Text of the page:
User Rating: 0 / 5

Star InactiveStar InactiveStar InactiveStar InactiveStar Inactive
 

 Photo Tricks

Deep in my meditations a while ago, I heard the words “vacant thrones” as the picture of some kings played on the screen of my spirit and other words began to come.  I jumped out at once like a bee-stung child to start to write.  Every throne is not necessarily occupied by the one who sits on it. 

      If a child should run into the father’s office, for example, and jump into the Manager’s executive seat, does that make that child the Executive Manager?  No.  Therefore, even in spite of the accolades of office that a person might get from people who honour the throne, every throne is not necessarily occupied by the one we see on it.  Being ‘in office’ does not always mean being in charge; and not being ‘in office’ does not always mean not being in the picture.  What we see, and seem to see so well, might not always be real. Visions could be illusions and images a mirage.  It used to be said that photos never lie.  Not true.  Even pictures sometimes lie.  In some quarters, it is called “photo trick.”   I shall later tell a little praying girl’s significant throne-room encounter with an angel; a little girl who sometimes followed her mother to our weekly prayer meetings for the land.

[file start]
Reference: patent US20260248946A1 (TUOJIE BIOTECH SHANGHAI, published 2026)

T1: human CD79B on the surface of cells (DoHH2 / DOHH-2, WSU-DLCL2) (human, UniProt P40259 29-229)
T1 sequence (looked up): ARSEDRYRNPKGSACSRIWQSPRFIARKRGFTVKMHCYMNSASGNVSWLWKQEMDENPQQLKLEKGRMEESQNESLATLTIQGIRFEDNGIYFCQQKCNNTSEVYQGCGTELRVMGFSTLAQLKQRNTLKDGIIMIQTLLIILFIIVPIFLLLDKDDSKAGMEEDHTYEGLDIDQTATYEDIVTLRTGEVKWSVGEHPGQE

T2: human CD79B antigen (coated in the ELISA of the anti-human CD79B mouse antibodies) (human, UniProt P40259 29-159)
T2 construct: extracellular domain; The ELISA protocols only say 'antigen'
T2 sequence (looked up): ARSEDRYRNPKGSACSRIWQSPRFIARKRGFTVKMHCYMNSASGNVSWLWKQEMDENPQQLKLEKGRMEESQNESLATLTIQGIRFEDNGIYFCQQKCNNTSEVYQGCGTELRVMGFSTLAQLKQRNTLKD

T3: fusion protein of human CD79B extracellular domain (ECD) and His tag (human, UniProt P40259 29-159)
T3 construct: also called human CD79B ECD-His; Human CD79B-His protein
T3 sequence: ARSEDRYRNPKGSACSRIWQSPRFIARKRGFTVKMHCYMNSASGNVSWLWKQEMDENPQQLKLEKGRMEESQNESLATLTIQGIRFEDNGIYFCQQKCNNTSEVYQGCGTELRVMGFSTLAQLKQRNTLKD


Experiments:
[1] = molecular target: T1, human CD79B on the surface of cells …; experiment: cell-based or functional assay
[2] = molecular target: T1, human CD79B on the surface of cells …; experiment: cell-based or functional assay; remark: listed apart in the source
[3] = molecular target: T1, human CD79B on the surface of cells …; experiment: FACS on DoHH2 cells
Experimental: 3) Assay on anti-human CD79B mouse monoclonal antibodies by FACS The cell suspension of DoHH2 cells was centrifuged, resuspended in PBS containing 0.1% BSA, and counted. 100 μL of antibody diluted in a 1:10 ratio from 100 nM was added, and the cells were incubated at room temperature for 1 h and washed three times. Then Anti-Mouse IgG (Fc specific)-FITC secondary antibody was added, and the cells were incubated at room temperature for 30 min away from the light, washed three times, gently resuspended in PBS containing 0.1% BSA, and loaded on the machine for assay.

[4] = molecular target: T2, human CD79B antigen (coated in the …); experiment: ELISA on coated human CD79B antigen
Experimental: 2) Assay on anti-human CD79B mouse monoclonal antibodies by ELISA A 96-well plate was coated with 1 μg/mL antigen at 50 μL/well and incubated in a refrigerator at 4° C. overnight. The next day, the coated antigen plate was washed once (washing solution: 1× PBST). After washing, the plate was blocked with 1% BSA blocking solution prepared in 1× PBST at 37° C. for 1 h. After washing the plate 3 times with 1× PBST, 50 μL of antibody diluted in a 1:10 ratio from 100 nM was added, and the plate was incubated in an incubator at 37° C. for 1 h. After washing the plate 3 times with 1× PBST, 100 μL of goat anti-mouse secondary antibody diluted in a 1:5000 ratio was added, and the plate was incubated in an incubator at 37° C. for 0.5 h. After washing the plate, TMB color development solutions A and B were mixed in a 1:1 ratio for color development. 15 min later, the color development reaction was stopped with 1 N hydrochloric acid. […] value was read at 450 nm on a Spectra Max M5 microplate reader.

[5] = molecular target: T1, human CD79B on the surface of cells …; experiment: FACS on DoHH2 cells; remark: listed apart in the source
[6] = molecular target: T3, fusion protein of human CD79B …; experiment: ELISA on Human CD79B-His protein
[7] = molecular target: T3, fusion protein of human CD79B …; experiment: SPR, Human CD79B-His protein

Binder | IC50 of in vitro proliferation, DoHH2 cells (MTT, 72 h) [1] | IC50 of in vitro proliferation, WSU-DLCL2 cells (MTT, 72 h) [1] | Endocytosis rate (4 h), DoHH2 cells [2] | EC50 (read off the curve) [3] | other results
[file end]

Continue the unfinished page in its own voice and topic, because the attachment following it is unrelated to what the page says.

Case 1: A Figurehead ‘Absolute Ruler’

      Pharaoh the king of Egypt once had a huge personal crisis that had the signs of something bigger, something national.  It was a repeated ominous dream to which he had no answer.  His advisers found him a gifted prison-boy to solve the prized puzzle.  That done, hear Pharaoh’s ‘Thank you’ speech to the dreams-decoding young man, and notice the speaker’s careful clause about the throne: